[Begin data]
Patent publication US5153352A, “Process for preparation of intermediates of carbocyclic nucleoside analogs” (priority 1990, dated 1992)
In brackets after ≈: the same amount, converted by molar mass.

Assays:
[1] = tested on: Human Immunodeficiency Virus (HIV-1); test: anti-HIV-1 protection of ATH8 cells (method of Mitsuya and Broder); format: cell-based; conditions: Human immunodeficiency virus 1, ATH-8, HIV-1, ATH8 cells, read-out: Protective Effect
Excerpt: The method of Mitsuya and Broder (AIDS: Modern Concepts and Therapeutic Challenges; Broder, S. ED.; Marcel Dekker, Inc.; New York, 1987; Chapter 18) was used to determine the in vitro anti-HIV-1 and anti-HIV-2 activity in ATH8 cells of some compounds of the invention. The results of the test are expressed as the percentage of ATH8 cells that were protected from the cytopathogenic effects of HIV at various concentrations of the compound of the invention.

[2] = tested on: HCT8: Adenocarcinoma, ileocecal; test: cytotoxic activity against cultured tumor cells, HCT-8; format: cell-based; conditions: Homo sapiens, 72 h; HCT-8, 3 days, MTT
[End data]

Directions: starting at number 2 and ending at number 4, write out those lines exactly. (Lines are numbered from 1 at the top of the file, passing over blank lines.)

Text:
In brackets after ≈: the same amount, converted by molar mass.

Assays:
[1] = tested on: Human Immunodeficiency Virus (HIV-1); test: anti-HIV-1 protection of ATH8 cells (method of Mitsuya and Broder); format: cell-based; conditions: Human immunodeficiency virus 1, ATH-8, HIV-1, ATH8 cells, read-out: Protective Effect